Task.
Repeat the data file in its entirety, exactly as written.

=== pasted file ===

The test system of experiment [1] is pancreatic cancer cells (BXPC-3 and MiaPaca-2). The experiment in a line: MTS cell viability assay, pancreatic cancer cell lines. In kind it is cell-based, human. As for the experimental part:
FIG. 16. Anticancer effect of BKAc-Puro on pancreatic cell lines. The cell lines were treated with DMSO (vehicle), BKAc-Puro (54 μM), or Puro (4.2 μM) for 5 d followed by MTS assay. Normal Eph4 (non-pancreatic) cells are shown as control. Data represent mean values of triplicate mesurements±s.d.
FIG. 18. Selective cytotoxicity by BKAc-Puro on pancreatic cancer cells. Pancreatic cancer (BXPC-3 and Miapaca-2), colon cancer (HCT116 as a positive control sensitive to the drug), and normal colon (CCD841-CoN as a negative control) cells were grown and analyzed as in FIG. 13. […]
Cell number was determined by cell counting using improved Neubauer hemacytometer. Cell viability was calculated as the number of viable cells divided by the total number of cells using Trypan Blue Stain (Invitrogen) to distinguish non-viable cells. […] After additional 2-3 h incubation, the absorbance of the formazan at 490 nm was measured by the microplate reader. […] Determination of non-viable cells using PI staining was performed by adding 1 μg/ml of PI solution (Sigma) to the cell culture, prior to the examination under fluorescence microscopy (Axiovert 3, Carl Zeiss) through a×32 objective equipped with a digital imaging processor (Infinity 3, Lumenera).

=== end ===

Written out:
The test system of experiment [1] is pancreatic cancer cells (BXPC-3 and MiaPaca-2). The experiment in a line: MTS cell viability assay, pancreatic cancer cell lines. In kind it is cell-based, human. As for the experimental part:
FIG. 16. Anticancer effect of BKAc-Puro on pancreatic cell lines. The cell lines were treated with DMSO (vehicle), BKAc-Puro (54 μM), or Puro (4.2 μM) for 5 d followed by MTS assay. Normal Eph4 (non-pancreatic) cells are shown as control. Data represent mean values of triplicate mesurements±s.d.
FIG. 18. Selective cytotoxicity by BKAc-Puro on pancreatic cancer cells. Pancreatic cancer (BXPC-3 and Miapaca-2), colon cancer (HCT116 as a positive control sensitive to the drug), and normal colon (CCD841-CoN as a negative control) cells were grown and analyzed as in FIG. 13. […]
Cell number was determined by cell counting using improved Neubauer hemacytometer. Cell viability was calculated as the number of viable cells divided by the total number of cells using Trypan Blue Stain (Invitrogen) to distinguish non-viable cells. […] After additional 2-3 h incubation, the absorbance of the formazan at 490 nm was measured by the microplate reader. […] Determination of non-viable cells using PI staining was performed by adding 1 μg/ml of PI solution (Sigma) to the cell culture, prior to the examination under fluorescence microscopy (Axiovert 3, Carl Zeiss) through a×32 objective equipped with a digital imaging processor (Infinity 3, Lumenera).